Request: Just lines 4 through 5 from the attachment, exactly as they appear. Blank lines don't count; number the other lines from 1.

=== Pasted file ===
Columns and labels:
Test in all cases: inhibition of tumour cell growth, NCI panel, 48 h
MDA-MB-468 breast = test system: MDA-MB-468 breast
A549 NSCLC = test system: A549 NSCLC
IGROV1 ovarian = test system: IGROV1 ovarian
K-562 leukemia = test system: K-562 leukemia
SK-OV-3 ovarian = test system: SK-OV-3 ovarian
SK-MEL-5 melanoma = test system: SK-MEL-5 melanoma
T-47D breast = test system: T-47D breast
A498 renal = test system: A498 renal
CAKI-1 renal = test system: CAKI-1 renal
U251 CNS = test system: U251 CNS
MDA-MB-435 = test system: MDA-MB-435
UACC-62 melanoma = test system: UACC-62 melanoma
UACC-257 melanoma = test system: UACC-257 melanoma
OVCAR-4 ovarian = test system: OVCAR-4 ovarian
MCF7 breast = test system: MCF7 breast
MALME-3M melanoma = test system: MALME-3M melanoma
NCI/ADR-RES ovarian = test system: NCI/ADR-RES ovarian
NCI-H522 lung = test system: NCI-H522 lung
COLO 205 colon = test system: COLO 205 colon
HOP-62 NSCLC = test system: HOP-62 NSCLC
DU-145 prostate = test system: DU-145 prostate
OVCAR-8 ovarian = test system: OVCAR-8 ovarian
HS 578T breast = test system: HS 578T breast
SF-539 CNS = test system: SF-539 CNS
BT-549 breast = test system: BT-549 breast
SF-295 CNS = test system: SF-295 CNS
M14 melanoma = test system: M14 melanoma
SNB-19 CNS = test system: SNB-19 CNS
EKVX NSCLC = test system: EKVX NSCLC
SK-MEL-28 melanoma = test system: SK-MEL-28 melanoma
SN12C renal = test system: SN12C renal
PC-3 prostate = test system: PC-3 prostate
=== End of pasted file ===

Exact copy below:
A549 NSCLC = test system: A549 NSCLC
IGROV1 ovarian = test system: IGROV1 ovarian